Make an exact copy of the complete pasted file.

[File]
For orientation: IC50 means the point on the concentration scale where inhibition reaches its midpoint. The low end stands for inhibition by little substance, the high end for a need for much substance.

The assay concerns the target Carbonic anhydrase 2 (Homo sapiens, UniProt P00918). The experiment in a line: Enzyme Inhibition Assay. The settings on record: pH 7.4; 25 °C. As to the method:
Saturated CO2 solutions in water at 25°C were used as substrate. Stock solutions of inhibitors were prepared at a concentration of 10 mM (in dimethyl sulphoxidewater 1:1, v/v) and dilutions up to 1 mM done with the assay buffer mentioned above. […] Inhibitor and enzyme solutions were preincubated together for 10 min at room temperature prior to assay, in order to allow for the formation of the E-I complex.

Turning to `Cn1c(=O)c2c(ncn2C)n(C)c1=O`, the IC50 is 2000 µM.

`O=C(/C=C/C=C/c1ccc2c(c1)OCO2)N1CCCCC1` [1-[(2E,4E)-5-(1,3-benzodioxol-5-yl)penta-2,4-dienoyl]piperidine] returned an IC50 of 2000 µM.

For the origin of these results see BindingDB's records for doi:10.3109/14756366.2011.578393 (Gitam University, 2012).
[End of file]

For orientation: IC50 means the point on the concentration scale where inhibition reaches its midpoint. The low end stands for inhibition by little substance, the high end for a need for much substance.

The assay concerns the target Carbonic anhydrase 2 (Homo sapiens, UniProt P00918). The experiment in a line: Enzyme Inhibition Assay. The settings on record: pH 7.4; 25 °C. As to the method:
Saturated CO2 solutions in water at 25°C were used as substrate. Stock solutions of inhibitors were prepared at a concentration of 10 mM (in dimethyl sulphoxidewater 1:1, v/v) and dilutions up to 1 mM done with the assay buffer mentioned above. […] Inhibitor and enzyme solutions were preincubated together for 10 min at room temperature prior to assay, in order to allow for the formation of the E-I complex.

Turning to `Cn1c(=O)c2c(ncn2C)n(C)c1=O`, the IC50 is 2000 µM.

`O=C(/C=C/C=C/c1ccc2c(c1)OCO2)N1CCCCC1` [1-[(2E,4E)-5-(1,3-benzodioxol-5-yl)penta-2,4-dienoyl]piperidine] returned an IC50 of 2000 µM.

For the origin of these results see BindingDB's records for doi:10.3109/14756366.2011.578393 (Gitam University, 2012).